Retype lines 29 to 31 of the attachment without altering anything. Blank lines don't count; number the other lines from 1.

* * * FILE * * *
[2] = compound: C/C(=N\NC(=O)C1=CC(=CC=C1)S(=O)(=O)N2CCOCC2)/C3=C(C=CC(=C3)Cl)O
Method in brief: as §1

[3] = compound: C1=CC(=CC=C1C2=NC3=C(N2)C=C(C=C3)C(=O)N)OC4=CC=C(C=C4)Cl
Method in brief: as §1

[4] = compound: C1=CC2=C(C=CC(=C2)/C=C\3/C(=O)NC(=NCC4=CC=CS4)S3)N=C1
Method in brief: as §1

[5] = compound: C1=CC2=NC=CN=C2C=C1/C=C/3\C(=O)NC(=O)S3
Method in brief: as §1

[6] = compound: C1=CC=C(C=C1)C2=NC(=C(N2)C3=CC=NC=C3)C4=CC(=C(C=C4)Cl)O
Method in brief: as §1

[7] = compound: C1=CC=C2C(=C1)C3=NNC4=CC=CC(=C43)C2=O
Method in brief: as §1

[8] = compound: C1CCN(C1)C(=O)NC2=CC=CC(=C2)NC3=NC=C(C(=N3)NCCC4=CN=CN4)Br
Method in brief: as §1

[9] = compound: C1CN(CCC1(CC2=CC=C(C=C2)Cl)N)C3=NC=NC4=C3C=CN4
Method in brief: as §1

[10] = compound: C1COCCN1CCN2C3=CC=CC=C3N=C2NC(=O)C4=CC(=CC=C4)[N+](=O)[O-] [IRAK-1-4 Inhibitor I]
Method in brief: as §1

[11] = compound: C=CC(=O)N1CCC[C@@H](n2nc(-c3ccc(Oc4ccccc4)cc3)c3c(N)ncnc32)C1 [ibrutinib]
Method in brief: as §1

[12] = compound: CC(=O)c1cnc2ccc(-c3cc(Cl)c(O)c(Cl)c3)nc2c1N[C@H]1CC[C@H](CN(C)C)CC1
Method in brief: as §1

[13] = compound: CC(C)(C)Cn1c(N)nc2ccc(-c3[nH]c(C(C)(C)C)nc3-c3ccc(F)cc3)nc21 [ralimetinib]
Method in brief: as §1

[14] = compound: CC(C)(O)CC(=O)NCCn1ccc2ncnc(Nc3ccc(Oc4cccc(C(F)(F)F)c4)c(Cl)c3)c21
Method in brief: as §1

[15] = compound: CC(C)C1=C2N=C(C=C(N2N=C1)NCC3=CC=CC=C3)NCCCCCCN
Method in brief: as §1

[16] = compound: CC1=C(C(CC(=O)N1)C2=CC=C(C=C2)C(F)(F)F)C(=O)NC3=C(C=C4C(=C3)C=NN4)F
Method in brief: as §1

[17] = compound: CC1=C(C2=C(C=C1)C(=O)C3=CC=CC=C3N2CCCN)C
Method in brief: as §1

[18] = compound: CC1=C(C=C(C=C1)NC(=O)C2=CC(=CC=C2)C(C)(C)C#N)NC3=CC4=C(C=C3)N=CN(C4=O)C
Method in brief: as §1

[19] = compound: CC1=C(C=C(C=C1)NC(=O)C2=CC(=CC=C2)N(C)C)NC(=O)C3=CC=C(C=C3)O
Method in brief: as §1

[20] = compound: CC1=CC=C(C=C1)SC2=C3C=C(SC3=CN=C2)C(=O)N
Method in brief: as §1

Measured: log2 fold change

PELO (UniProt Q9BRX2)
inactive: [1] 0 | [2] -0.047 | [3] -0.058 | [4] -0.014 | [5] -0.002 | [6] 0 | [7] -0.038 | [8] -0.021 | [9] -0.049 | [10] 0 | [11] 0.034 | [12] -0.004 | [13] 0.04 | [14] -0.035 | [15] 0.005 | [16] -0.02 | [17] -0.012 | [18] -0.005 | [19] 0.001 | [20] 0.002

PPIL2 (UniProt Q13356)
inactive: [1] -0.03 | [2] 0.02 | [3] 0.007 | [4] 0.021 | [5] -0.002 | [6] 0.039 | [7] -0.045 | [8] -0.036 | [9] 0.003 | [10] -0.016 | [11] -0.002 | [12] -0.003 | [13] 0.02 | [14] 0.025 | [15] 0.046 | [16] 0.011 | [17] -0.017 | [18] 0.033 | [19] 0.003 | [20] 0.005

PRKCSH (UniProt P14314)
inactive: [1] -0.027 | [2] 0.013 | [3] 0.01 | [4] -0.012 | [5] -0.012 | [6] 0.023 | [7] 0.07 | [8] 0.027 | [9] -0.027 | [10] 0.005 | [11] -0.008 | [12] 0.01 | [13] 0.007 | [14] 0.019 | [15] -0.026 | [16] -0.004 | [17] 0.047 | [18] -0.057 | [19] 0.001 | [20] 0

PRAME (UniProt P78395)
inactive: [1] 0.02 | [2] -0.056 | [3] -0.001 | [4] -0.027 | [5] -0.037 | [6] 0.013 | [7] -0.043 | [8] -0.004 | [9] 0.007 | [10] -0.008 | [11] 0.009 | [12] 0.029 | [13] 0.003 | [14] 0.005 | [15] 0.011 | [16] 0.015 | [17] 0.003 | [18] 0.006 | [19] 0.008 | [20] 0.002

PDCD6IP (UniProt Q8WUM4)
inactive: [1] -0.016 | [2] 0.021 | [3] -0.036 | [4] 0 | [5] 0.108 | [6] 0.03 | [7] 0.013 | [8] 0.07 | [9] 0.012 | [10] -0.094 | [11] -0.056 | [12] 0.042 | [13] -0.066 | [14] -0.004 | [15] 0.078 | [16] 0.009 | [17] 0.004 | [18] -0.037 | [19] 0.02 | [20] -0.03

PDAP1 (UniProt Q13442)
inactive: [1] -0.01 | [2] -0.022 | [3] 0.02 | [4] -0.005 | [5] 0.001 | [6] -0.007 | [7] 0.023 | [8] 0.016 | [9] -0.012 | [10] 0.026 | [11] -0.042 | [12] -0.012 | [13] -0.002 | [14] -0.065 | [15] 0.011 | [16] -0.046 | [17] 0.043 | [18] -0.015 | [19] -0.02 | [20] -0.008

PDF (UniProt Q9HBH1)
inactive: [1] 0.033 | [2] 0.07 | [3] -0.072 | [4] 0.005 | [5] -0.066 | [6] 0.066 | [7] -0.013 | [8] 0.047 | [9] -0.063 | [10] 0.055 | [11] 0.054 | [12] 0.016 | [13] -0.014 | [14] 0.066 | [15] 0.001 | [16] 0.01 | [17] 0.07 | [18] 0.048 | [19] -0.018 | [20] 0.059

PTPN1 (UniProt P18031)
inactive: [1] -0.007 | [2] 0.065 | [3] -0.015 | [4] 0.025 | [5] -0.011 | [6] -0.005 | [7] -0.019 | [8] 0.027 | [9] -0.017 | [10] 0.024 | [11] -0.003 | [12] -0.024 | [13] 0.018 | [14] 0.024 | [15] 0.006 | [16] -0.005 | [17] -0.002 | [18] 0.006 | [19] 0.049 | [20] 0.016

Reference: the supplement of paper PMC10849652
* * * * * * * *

[16] = compound: CC1=C(C(CC(=O)N1)C2=CC=C(C=C2)C(F)(F)F)C(=O)NC3=C(C=C4C(=C3)C=NN4)F
Method in brief: as §1

[17] = compound: CC1=C(C2=C(C=C1)C(=O)C3=CC=CC=C3N2CCCN)C